Introducing Piano Sketches

Painted music? Underscored painting? Actually both.

It’s a different kind of improvised duet where artist Jeremy Harrison improvised a painting to my piano improvisations (Painted Music), or I improvise a piano piece to a video of Jeremy painting (underscored painting.) This, the first finished work, is the former.

Because this is such a novel artistic endeavor, we thought it would be interesting to document our process and thinking

Nervously Painting Music

Peter Saltzman, headshotNervous Anticipation

My short improvisation here feels like all nervous anticipation. Nervous anticipation of what? Who knows. I recorded it on March 10, which I believe is the day after Governor Pritzker of Illinois declared a lockdown in Illinois due to the pandemic. But the nervousness here sounds too optimistic for that. So…

The actual musical technique is an ostinato—repeated figure in the bass over which I build irregular melodies in the right hand.

Jeremy Harrison, the artistVideo Painting

Once Peter and I decided to collaborate, I quickly realized that I would need to develop my work over time. This video-painting is the result of my first experiments using a Buddha Board, a tablet that when brushed with water creates a transient dark mark.Buddha Board, blank I chose Merged to work with first because of its frenetic pace. I had no initial visual ideas at first except that I wanted an abstract expressionist approach. I tried to keep my hand moving with the pace of the rhythm of the music while frantically struggling to maintain a balanced and dynamic composition.

Peter Saltzman, headshot

First Completed

This being our first attempt, I had no idea what to expect. Jeremy took one of my Piano Diaries improvisations and did his Buddha board painting to it. Wow! It’s not merely that he captured the music, it’s that he transformed it. I have a hard time now listening to this without seeing his imagery.

Jeremy Harrison, the artistTrial & Error

I made a number of videos deleting them as I went but I was learning from the process and getting to know the music. Knowing the surface would transition back to white as it dried, IBuddha board, mid painting enhanced this process using a hairdryer. That decision soon led to the use of canned air that I saw on a nearby shelf in my studio with which I could use to blow water into quick explosions of fine lines.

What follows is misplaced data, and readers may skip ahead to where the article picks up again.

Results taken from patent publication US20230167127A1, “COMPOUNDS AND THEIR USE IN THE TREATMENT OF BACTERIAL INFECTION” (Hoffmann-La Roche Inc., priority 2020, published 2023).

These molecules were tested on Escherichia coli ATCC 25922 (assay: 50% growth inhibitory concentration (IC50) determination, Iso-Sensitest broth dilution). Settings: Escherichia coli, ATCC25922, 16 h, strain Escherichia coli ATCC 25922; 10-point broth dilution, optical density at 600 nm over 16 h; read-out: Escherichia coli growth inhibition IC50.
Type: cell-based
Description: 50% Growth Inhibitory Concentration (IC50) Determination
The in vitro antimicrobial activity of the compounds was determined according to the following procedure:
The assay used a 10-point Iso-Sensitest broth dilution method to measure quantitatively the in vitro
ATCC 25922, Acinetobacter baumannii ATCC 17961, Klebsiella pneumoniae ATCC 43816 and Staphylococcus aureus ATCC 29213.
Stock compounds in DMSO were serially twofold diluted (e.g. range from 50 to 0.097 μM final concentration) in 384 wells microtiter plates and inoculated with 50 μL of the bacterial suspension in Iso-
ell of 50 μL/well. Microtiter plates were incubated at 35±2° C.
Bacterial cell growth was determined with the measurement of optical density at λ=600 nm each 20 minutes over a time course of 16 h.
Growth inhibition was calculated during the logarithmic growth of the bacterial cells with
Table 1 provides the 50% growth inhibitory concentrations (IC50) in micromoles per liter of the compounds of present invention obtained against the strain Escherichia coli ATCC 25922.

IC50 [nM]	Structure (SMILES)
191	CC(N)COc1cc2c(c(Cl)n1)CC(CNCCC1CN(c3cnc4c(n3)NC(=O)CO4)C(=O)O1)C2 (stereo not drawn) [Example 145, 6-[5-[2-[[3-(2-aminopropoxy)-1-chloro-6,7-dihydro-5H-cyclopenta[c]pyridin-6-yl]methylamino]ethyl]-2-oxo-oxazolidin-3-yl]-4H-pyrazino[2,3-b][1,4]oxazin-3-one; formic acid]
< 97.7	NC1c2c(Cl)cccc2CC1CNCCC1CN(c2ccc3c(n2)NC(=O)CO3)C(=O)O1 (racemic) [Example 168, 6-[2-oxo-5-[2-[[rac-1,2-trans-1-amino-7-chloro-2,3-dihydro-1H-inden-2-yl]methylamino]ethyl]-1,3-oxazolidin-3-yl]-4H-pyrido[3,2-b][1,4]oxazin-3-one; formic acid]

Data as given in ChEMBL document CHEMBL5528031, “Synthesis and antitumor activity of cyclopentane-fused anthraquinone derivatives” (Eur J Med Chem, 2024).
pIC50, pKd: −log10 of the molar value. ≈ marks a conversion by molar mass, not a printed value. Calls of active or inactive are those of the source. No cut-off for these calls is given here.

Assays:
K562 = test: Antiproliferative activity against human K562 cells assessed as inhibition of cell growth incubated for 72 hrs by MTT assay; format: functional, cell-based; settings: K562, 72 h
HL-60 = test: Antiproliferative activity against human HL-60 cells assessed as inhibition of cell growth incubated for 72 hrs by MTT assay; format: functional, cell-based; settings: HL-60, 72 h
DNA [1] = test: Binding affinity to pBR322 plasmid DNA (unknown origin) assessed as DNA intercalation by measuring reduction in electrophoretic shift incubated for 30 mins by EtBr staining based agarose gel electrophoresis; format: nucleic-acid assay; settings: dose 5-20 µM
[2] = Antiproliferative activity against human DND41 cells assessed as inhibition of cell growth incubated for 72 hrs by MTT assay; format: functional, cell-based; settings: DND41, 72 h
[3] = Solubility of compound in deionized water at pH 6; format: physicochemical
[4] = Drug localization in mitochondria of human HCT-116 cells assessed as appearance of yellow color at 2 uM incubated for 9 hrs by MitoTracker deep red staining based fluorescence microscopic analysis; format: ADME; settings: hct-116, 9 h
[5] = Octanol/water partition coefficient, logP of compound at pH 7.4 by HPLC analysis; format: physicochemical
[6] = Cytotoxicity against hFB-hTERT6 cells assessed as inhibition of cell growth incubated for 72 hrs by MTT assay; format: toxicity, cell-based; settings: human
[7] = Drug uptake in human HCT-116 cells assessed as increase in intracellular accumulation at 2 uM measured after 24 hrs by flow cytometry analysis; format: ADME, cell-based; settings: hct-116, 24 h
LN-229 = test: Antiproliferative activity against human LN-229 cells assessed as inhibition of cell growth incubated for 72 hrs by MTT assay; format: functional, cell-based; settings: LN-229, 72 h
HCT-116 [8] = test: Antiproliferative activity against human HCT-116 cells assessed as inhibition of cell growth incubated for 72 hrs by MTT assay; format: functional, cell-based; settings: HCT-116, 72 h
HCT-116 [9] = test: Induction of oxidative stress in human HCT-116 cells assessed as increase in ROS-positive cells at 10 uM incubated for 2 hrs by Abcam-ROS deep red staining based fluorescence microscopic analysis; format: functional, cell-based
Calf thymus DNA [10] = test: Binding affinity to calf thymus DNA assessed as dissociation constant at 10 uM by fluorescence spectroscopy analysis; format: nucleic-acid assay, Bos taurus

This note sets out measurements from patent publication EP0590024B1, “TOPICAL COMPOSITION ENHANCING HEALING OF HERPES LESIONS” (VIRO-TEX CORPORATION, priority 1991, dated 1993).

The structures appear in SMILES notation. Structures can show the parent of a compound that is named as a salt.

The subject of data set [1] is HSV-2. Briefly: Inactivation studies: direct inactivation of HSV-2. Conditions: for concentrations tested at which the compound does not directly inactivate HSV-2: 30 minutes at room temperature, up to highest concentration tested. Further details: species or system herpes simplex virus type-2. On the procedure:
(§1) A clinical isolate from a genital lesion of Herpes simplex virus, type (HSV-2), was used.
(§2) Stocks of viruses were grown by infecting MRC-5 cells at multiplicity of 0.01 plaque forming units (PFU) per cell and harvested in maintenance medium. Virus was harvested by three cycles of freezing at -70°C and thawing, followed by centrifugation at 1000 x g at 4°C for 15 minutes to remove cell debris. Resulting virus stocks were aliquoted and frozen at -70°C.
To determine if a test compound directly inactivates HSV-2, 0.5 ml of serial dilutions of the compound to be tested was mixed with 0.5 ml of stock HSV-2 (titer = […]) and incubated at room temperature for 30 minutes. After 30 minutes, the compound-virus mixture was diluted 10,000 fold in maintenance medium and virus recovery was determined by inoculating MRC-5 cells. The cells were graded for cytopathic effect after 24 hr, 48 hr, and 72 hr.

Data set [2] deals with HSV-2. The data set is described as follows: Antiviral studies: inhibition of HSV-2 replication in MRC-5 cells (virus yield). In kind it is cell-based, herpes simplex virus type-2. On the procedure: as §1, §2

Peter Saltzman, headshot


So the Buddha board transitions back to white? I kind of assumed that but didn’t know. It’s inherently a temporary form then—made somewhat permanent by the video. Like sandcastles…

About the Artists

Jeremy Harrison, the artistJeremy Harrison recently retired from teaching art at The Rivers School in Weston, Massachusetts where he joined the faculty in 1988.  His teaching included drawing, painting, printmaking, and digital photography.  He earned a BA from Kenyon College in 1982 double majoring in studio art and religion. He earned his MFA from the University of Iowa in 1985 majoring in printmaking and minoring in drawing. Inspiration for his landscape images comes from his experiences in the wildernesses of Canada, the Adirondacks, and Maine. An experienced canoeist, he helped lead a six-man, 800-mile canoe journey across the Canadian tundra to the Arctic Ocean. He continues to canoe and hike in Maine, Massachusetts, and the Adirondacks while making paintings, prints, drawings, and photographs as often as possible.
Peter Saltzman, headshotWith a deep jazz-and-blues core, Peter Saltzman has produced a broad career in the music industry as composer, pianist, singer-songwriter, and author. Various ensembles have performed and recorded his work globally—the Czech National Symphony Orchestra recorded his orchestral dance suite “Walls” (1996), and the Dallas Black Dance Theatre performed “Walls” during the 1996 Atlanta Olympics. The Dallas Morning News reviewed Saltzman’s music as “powerful stuff.” His second album, Kabbalah Blues/Quantum Funk (2000), earned critical acclaim for its jazz/classical/pop fusion, hailed as “ambitious, richly layered, wonderfully accessible.” Saltzman studied jazz at Indiana University (Bloomington) and composition at Eastman School of Music. He was an adjunct professor of music at Columbia College Chicago, where he taught music technology and piano. His concert works are published by Oxford University Press; his film and television works are published by Wild Whirled Music. Saltzman’s music has been licensed for television shows, jingles, and industrials, including My Name is Earl (NBC, 2006).

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